April 05, 2001, 2:52 PM — Almost a year after the Federal Trade Commission (FTC) passed guidelines for protecting children's privacy on the Internet, many Web sites aren't complying with the law, according to a report from the University of Pennsylvania's Annenberg Public Policy Center.
The center studied how well sites have conformed to the Children's Online Privacy Protection Act (COPPA), which went into effect last April. The study used data fromNew York-based Nielsen Media Research Inc.'s Nielsen/NetRatings service to determine which sites were most visited by children.
Of the 162 sites surveyed, 17 collected information about the users abut didn't post links to their privacy policies from their home pages. Of those sites that did have a link, 44% followed FTC guidelines by putting the link in a different font; only 6% put the link in a different color, and 68% put the link at the bottom of their home pages.
A key component of complying with the COPPA guidelines is making privacy policies clear and easily accessible for parents, said Joseph Turow, professor of communications and the author of the report. He said most sites still don't meet these criteria.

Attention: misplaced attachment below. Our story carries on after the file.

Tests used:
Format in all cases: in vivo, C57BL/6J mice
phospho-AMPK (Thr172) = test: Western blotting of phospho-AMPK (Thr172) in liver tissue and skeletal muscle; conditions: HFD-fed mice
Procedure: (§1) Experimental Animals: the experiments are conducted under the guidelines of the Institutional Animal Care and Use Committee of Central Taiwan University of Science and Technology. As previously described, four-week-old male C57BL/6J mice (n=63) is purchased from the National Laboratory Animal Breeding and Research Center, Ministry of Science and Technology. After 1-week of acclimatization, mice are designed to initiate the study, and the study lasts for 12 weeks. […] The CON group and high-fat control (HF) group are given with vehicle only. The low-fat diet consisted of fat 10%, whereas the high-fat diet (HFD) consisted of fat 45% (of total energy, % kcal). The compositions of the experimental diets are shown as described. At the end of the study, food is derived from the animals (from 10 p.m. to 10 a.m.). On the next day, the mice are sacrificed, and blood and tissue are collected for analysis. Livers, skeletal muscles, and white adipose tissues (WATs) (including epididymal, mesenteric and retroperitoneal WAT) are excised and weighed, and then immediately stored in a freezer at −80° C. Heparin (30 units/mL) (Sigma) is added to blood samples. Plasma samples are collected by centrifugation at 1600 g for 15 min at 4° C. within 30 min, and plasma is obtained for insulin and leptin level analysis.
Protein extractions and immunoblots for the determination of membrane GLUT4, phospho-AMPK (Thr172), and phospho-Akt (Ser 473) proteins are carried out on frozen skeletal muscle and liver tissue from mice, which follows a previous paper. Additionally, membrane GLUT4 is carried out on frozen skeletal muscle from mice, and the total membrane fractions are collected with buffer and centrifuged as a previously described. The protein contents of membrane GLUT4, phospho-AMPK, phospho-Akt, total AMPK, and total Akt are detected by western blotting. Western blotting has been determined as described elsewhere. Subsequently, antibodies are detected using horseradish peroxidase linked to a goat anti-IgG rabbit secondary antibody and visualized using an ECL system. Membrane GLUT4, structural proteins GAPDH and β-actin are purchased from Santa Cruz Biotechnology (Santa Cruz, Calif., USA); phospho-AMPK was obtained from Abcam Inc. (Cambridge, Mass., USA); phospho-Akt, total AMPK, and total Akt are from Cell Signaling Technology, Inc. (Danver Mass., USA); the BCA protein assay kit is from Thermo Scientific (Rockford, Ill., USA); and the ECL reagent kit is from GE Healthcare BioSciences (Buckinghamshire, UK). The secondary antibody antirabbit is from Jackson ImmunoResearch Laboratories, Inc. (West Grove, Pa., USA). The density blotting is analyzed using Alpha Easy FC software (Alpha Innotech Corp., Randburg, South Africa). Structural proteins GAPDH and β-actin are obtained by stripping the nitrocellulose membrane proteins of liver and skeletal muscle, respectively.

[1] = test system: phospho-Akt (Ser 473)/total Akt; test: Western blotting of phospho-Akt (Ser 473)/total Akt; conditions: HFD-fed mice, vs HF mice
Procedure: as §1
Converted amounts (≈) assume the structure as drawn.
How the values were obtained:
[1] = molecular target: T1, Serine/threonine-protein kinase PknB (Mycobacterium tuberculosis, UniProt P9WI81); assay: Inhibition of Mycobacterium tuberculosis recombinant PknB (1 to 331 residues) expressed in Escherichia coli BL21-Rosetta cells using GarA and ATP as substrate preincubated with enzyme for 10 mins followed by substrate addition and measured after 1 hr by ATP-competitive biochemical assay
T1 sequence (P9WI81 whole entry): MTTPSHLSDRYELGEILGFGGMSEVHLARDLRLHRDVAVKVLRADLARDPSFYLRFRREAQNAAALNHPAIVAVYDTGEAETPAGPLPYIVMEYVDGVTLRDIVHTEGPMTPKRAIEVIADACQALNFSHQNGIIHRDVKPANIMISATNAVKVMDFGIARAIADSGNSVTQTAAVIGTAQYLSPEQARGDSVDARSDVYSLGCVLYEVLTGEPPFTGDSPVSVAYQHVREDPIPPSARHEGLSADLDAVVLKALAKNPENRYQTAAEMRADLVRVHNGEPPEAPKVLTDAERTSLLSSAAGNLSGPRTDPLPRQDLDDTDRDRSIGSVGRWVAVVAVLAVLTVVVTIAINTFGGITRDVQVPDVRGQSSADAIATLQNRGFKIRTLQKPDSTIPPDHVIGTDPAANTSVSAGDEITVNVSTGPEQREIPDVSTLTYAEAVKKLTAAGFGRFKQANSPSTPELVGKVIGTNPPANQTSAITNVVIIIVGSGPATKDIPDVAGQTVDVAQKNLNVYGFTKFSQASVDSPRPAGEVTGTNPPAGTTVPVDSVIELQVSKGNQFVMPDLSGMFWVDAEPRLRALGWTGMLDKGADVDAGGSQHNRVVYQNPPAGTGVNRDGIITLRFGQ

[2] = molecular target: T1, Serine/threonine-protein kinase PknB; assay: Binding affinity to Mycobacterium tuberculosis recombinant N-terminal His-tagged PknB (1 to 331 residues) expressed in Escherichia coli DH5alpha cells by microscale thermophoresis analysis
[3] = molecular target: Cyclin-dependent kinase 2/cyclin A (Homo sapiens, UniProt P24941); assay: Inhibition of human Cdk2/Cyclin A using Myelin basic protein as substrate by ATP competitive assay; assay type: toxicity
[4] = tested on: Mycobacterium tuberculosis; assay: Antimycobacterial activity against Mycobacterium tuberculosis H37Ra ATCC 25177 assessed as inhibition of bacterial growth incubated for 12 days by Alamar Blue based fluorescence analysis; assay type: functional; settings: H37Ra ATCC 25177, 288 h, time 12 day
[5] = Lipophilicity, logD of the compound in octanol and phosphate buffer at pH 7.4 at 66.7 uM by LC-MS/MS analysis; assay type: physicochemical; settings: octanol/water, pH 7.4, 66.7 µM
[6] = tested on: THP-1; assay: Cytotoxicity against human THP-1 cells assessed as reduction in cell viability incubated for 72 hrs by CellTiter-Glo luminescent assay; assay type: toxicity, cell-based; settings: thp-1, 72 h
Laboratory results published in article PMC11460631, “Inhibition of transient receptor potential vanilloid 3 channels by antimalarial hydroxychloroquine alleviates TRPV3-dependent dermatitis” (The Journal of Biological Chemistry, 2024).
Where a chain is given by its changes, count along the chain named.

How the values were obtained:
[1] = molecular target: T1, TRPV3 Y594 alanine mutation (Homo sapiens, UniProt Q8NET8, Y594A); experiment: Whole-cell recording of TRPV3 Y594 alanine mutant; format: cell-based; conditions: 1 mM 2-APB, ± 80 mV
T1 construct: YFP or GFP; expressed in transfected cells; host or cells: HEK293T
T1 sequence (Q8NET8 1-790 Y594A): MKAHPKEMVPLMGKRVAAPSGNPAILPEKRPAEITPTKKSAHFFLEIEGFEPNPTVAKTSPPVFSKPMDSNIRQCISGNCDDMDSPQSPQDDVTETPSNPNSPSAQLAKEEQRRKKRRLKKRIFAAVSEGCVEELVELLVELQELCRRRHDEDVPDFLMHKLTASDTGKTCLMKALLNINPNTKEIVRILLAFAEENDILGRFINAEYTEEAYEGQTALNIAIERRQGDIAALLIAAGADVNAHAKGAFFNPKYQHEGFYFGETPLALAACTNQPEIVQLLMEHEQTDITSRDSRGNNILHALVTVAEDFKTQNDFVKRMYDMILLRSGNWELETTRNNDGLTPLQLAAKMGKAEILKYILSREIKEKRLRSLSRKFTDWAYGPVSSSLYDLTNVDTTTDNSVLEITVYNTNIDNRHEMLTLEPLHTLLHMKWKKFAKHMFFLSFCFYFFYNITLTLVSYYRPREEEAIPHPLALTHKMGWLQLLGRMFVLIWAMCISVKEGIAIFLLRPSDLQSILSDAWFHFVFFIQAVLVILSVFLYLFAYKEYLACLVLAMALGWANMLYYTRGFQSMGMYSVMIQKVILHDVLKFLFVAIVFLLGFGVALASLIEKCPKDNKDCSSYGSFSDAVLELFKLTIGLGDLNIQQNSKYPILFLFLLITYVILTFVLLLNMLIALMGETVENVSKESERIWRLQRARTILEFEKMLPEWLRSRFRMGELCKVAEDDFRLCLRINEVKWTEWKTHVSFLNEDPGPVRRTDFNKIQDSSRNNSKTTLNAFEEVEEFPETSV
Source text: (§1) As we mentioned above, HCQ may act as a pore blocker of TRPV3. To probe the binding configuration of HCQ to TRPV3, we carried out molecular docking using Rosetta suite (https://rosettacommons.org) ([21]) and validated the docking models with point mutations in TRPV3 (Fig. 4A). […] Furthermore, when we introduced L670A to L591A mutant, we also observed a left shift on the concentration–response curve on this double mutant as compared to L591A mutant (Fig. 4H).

Steve Schaffer, CEO of Newfront Productions Inc. in San Francisco, which runs several Web sites, including Nancy Drew.com, said the regulations are killing Internet sites geared toward children.
"What is happening now is the legitimate kids' sites are either going out of business or they're turning into teen sites [which don't come under COPPA guidelines], and then the kids are going to those sites," Schaffer said.
"If you follow the policies, you still get called out because somebody interprets the policy differently than you do," he said.
Schaffer also argued that the classification of a home page is meaningless, because what users might think is a Web site's home page may not be.